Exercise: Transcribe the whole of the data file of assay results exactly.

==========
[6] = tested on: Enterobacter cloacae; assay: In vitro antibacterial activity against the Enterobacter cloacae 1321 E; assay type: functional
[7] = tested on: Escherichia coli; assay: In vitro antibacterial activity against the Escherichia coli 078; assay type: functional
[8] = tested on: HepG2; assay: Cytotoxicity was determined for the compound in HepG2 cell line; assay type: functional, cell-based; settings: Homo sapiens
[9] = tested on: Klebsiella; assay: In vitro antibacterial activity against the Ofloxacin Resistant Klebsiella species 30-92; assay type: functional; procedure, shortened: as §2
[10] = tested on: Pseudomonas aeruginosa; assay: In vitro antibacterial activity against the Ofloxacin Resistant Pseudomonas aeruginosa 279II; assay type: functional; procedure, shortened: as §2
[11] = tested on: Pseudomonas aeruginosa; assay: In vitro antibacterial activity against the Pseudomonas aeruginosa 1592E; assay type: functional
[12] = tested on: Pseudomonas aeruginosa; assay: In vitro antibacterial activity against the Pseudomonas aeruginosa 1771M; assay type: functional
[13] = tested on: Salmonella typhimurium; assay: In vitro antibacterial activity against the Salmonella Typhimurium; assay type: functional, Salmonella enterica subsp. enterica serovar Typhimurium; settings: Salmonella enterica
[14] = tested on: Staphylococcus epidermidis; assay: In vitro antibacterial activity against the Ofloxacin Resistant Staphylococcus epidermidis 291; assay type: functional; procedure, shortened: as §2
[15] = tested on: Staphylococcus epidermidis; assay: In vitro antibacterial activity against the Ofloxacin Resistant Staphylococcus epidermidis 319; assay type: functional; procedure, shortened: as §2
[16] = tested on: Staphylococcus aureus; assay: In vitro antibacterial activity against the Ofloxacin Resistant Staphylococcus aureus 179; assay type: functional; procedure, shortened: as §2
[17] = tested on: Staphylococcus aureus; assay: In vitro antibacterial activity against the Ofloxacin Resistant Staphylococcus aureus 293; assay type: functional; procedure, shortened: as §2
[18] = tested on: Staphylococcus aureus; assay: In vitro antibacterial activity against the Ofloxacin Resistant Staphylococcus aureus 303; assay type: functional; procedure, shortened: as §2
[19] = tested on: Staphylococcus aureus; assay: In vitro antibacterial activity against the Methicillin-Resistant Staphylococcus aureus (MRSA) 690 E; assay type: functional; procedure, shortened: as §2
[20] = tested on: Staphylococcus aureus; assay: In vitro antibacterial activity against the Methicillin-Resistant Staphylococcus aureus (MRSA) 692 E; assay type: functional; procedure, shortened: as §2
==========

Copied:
[6] = tested on: Enterobacter cloacae; assay: In vitro antibacterial activity against the Enterobacter cloacae 1321 E; assay type: functional
[7] = tested on: Escherichia coli; assay: In vitro antibacterial activity against the Escherichia coli 078; assay type: functional
[8] = tested on: HepG2; assay: Cytotoxicity was determined for the compound in HepG2 cell line; assay type: functional, cell-based; settings: Homo sapiens
[9] = tested on: Klebsiella; assay: In vitro antibacterial activity against the Ofloxacin Resistant Klebsiella species 30-92; assay type: functional; procedure, shortened: as §2
[10] = tested on: Pseudomonas aeruginosa; assay: In vitro antibacterial activity against the Ofloxacin Resistant Pseudomonas aeruginosa 279II; assay type: functional; procedure, shortened: as §2
[11] = tested on: Pseudomonas aeruginosa; assay: In vitro antibacterial activity against the Pseudomonas aeruginosa 1592E; assay type: functional
[12] = tested on: Pseudomonas aeruginosa; assay: In vitro antibacterial activity against the Pseudomonas aeruginosa 1771M; assay type: functional
[13] = tested on: Salmonella typhimurium; assay: In vitro antibacterial activity against the Salmonella Typhimurium; assay type: functional, Salmonella enterica subsp. enterica serovar Typhimurium; settings: Salmonella enterica
[14] = tested on: Staphylococcus epidermidis; assay: In vitro antibacterial activity against the Ofloxacin Resistant Staphylococcus epidermidis 291; assay type: functional; procedure, shortened: as §2
[15] = tested on: Staphylococcus epidermidis; assay: In vitro antibacterial activity against the Ofloxacin Resistant Staphylococcus epidermidis 319; assay type: functional; procedure, shortened: as §2
[16] = tested on: Staphylococcus aureus; assay: In vitro antibacterial activity against the Ofloxacin Resistant Staphylococcus aureus 179; assay type: functional; procedure, shortened: as §2
[17] = tested on: Staphylococcus aureus; assay: In vitro antibacterial activity against the Ofloxacin Resistant Staphylococcus aureus 293; assay type: functional; procedure, shortened: as §2
[18] = tested on: Staphylococcus aureus; assay: In vitro antibacterial activity against the Ofloxacin Resistant Staphylococcus aureus 303; assay type: functional; procedure, shortened: as §2
[19] = tested on: Staphylococcus aureus; assay: In vitro antibacterial activity against the Methicillin-Resistant Staphylococcus aureus (MRSA) 690 E; assay type: functional; procedure, shortened: as §2
[20] = tested on: Staphylococcus aureus; assay: In vitro antibacterial activity against the Methicillin-Resistant Staphylococcus aureus (MRSA) 692 E; assay type: functional; procedure, shortened: as §2